STO) touts Queensland’s second pipeline as solution to east coast gas crisis

Santos aims to begin construction of the pipeline in 2024 subject to remaining approvals. However, it still has to overcome potential obstacles from landowners and local councils who may oppose the project.

Credit Suisse analyst Saul Kavonic said the Hunter pipeline “makes the most sense” for the gas network and could solve infrastructure constraints on the east coast, but would likely face significant opposition when it comes to environment and access to land.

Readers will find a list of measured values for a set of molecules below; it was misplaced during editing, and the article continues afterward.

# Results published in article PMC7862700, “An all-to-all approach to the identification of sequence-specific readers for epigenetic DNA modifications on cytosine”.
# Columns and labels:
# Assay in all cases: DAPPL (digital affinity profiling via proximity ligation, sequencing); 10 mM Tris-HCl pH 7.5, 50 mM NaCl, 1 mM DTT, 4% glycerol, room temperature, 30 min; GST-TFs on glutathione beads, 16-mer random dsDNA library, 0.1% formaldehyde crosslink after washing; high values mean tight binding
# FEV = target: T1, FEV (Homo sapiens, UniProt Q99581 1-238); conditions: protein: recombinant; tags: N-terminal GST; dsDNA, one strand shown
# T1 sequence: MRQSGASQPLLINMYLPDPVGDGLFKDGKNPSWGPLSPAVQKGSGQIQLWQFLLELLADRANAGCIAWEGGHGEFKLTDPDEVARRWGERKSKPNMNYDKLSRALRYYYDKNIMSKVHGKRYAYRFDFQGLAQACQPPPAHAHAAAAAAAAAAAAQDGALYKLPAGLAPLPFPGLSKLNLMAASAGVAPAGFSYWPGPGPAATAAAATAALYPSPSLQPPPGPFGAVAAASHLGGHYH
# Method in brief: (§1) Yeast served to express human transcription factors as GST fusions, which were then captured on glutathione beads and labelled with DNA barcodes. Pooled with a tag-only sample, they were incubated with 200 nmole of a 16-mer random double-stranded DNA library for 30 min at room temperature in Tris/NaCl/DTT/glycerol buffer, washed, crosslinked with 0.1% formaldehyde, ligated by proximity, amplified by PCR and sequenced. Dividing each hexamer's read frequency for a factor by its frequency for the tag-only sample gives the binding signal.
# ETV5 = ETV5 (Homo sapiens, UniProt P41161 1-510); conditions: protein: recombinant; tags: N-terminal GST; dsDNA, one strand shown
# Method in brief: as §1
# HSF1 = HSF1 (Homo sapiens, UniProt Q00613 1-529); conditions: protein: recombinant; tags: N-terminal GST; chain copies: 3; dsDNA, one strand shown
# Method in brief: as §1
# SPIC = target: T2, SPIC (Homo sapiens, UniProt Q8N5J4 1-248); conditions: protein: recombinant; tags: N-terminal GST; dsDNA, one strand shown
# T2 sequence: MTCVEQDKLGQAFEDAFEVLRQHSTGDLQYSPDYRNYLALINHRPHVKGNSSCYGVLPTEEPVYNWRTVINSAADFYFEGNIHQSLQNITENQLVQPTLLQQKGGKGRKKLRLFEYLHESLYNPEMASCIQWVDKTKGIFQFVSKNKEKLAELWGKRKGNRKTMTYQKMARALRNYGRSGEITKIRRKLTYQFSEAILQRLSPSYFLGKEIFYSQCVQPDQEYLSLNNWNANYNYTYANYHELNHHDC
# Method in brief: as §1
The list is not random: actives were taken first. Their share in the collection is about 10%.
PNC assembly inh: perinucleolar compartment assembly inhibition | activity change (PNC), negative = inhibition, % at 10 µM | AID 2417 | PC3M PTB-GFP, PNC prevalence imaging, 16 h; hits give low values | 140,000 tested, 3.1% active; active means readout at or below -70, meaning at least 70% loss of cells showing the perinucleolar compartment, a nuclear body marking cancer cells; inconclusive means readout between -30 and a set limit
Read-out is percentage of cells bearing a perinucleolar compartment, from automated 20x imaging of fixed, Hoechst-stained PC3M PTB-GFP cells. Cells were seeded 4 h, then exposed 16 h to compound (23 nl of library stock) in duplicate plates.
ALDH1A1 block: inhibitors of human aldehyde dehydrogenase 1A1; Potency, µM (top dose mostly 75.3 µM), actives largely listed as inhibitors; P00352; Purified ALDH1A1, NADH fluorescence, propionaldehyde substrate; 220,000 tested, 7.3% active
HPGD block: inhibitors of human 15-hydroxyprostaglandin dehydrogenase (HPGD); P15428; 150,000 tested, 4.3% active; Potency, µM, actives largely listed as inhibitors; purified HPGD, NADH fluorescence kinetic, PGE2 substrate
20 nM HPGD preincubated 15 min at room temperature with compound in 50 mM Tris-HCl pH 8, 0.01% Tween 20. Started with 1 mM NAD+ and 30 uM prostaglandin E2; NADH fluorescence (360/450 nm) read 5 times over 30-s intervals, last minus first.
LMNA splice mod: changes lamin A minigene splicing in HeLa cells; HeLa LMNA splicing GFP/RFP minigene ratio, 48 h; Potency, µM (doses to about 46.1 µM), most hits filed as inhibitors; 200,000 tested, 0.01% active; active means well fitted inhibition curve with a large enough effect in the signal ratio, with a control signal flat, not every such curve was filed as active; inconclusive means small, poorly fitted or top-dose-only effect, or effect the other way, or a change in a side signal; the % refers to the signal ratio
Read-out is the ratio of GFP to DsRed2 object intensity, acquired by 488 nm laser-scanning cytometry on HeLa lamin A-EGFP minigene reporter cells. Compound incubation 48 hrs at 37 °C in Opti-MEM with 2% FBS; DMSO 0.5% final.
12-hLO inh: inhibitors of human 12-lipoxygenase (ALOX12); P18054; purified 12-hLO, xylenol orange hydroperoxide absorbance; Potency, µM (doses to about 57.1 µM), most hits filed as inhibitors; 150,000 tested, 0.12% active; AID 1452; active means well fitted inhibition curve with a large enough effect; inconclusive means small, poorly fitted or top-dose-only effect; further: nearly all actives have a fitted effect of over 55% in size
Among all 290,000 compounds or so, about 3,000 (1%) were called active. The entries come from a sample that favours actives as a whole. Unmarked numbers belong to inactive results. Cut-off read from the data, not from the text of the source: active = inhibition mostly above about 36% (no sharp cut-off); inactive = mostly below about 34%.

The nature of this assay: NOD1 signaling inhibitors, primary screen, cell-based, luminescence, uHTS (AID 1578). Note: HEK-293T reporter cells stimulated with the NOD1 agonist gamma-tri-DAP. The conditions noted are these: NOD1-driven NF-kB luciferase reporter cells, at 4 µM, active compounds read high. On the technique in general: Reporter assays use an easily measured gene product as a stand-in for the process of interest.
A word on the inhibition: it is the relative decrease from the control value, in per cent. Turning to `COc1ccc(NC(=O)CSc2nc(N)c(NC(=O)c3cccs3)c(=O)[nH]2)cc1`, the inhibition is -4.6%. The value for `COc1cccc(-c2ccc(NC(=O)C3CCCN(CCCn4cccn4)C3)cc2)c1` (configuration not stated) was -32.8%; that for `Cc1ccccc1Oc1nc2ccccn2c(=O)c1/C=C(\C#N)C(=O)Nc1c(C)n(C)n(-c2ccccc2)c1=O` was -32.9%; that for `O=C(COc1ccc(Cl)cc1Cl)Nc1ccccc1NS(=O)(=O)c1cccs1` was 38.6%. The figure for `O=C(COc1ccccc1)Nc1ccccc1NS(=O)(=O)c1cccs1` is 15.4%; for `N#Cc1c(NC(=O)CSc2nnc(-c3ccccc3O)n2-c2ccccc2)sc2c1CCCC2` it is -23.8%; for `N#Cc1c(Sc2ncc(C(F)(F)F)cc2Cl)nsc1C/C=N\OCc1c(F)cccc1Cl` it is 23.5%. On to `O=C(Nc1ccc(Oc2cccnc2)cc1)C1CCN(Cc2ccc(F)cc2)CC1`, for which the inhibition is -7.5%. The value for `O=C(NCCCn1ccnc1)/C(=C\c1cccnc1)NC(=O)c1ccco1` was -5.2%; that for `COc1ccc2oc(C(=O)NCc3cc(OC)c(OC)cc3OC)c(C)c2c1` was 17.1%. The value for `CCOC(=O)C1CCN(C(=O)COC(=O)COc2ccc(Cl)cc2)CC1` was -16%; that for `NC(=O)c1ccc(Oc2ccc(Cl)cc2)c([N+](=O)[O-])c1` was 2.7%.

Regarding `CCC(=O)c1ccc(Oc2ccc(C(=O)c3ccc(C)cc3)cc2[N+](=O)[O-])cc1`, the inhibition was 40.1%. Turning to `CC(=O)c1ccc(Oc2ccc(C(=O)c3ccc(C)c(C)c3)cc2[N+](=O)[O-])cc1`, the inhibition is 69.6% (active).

“In a world unconstrained by social license and political considerations, the Hunter pipeline would be built every time,” Kavonic said. “But there are still a lot of social license issues to settle first.”

The Narrabri coal gas project in northern New South Wales, which could supply half of the state’s gas needs, has been on the front line of a years-long struggle between the gas industry and Australians worried about the impact of drilling on the environment and climate. Santos spent $1.5 billion and faced years of delays to approve the project amid thousands of objections over its feared impacts on the Pilliga State Forest and its contribution to global warming.

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